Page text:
(A) Schematic overview of WTUb and K63RUb expression constructs. Expression of a 6xHis-tagged WT or K63R ubiquitin B-GFP fusion protein is driven by the UBC promoter. (B) mRNA expression levels of endogenous ubiquitin B and expressed 6xHis-tagged WT or K63R ubiquitin B determined by real-time PCR. (C) Impaired K63-linked ubiquitin chain formation, in untreated or CPT (1h, 100nM) treated A549 K63RUb cells, confirmed by comparison to K63 ubiquitin chain abundance in A549 WTUb cells by Western blot using a K63-chain specific antibody. Ponceau S staining indicates equal loading. (D) Cell cycle distribution of normal cycling A549 WTUb and K63RUb overexpressing cells determined by FACS analysis. Data are mean of 3 independent exp's ± sd. (E-F) Mutations at the HPRT locus analysed in WTUb and K63RUb HPRT mutant-free HAT-selected cells after (E) 0, 7 or 14 days proliferation (spontaneous), data are mean ± s.e.m. of 7 (7 days growth) and 2 (14 days growth) independent exp's (n =  5-50 per exp). (F) 6 days continuous treatment with 1 µM PARPi, 5 or 20 nM CPT, 1 and 4 Gy IR, Ctrl is 7 days spontaneous. Data are mean ± s.e.m. of 3 independent exps (n = 5 per exp). (G) A549 K63RUb cells were treated as described in (e) to obtain spontaneous, CPT- and IR-induced HPRT mutated clones. RNA and genomic DNA were isolated from individual colonies and mutations were assessed by sequence analysis of HPRT cDNA and/or exon1-9 presence was scored by exon-specific PCR amplification. (H) Metaphases of untreated or CPT-treated (20 nM, 24 h) WTUb and K63RUb cells were harvested. Chromosomal aberrations were scored using giemsa-staining in 50 metaphases per treatment. Data represents average ± s.e.m. *P<0.05, **P<0.01, ***P<0.001.

K63-ubiquitylation has previously been implicated in the DNA damage tolerance pathway, which is important for response to ultraviolet (UV)-induced thymine dimers and other replication blocking lesions [26], [27]. In this pathway K63-ubiquitylation of PCNA prevents point mutations introduced by error-prone translesion polymerases [24], [27], [28], [29]. In order to determine if a similar mechanism was responsible for the increase in spontaneous and DSB-induced mutations, we analysed individual HPRT mutant clones. Of the spontaneous mutations 58% were single nucleotide changes, which were all G:C to T:A transversions (Fig. 1G; Table 1), consistent with endogenous 8-oxoguanine mutagenesis induced by oxidative DNA damage [30], [31]. In addition, unlike what was observed following UV damage, 32% of the spontaneous mutations were large scale deletions, and moreover the increase in mutations induced by CPT and IR was accounted for entirely by an increase in large-scale deletions (Fig. 1G; Table 1). Furthermore, PCNA is not ubiquitylated in response to DNA damage induced by CPT or IR [12], [32], [33]. To further rule out that spontaneous and CPT-induced mutations in the K63RUb cells are caused by impaired PCNA polyubiquitylation we knocked down the E3 ligases HLTF and SHPRH (Fig. S2A and B). Depletion of HLTF or SHPRH caused mutations upon treatment with UV and MMS, respectively, as previously shown [34]. Importantly depletion of HLTF or SHPRH did not lead to spontaneous or CPT-induced mutations. Thus, PCNA ubiquitylation is unlikely to be responsible for the genetic instability observed in response to S-phase DSBs in the K63RUb expressing cells.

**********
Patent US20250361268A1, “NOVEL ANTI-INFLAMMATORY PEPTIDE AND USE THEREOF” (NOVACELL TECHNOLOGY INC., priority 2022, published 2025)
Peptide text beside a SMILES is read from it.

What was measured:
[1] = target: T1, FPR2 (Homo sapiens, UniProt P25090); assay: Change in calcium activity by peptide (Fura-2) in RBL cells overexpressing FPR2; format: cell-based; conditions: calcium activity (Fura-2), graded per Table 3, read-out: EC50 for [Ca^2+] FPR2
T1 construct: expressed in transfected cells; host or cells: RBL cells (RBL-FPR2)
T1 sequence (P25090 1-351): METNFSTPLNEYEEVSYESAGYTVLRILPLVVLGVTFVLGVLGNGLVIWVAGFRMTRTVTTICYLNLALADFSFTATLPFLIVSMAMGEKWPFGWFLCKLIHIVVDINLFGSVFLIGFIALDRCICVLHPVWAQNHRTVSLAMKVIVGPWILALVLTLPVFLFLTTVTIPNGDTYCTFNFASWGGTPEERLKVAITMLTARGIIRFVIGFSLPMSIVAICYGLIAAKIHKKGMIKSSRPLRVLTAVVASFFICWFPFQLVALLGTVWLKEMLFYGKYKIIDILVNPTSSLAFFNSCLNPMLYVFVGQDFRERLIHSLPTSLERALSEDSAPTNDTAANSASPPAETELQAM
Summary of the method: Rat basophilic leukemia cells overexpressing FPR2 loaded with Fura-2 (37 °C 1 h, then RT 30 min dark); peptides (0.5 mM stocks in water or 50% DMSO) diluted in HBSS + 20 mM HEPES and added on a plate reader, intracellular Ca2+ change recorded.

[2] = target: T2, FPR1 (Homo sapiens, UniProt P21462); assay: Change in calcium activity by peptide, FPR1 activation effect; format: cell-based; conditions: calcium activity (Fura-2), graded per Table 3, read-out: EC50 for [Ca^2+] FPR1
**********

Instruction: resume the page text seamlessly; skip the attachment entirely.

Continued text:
Table 1. Spontaneous, IR- and CPT-induced mutation spectra in K63R ubiquitin expressing cells.

We also assessed genomic instability by quantification of endogenous and CPT-induced chromosome aberrations (Fig. 1H). In untreated samples, K63RUb expressing cells had nearly twice as many metaphases with aberrations (18%) compared with WTUb expressing cells (10%). Following CPT treatment, 44% of metaphases from K63RUb cells displayed aberrations whereas this percentage (10%) was unchanged in WTUb cells. The number of chromosomal aberrations increased upon CPT treatment in both WTUb and K63RUb cells with 1.8- and 3.7-fold, respectively (Fig. 1H right panel). These data suggest that K63R cells experience more damage, have a DNA repair defect and/or escape cell-cycle checkpoints to migrate to mitosis with damage. Interestingly, asymmetrical radial chromosomes, which are characteristic of HR defects in BRCA1-deficient cells [35], [36], were observed exclusively in the K63RUb expressing cells (Fig. 1h). Since both spontaneous and CPT-induced collapsed replication forks are repaired primarily through HR [16], [37], these data suggest a possible requirement for K63-ubiquitylation in this pathway [16], [37].